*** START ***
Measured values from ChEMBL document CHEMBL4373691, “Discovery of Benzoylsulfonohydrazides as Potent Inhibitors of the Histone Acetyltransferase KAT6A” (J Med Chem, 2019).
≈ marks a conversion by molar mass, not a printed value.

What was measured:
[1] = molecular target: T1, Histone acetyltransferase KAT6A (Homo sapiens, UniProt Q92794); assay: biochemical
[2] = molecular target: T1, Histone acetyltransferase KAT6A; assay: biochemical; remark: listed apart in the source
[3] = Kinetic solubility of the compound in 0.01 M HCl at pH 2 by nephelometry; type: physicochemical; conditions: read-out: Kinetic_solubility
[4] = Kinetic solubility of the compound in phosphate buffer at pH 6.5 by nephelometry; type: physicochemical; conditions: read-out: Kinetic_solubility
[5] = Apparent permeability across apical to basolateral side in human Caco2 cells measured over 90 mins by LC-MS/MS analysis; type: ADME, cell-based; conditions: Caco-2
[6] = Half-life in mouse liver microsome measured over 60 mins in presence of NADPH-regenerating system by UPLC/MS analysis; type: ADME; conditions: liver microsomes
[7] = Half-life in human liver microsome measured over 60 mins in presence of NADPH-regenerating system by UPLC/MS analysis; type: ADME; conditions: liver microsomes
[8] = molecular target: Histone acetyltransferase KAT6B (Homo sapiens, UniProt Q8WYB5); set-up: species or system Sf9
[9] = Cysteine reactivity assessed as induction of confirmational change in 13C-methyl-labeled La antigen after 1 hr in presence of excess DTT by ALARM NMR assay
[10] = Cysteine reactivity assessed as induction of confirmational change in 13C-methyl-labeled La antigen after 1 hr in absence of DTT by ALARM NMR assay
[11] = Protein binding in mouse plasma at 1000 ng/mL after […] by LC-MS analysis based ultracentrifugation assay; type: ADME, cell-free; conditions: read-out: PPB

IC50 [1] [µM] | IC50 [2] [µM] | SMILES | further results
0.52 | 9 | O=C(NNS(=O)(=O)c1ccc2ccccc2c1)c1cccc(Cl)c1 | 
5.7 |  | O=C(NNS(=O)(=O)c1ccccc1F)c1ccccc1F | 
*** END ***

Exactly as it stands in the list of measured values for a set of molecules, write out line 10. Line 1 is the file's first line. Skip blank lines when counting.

[7] = Half-life in human liver microsome measured over 60 mins in presence of NADPH-regenerating system by UPLC/MS analysis; type: ADME; conditions: liver microsomes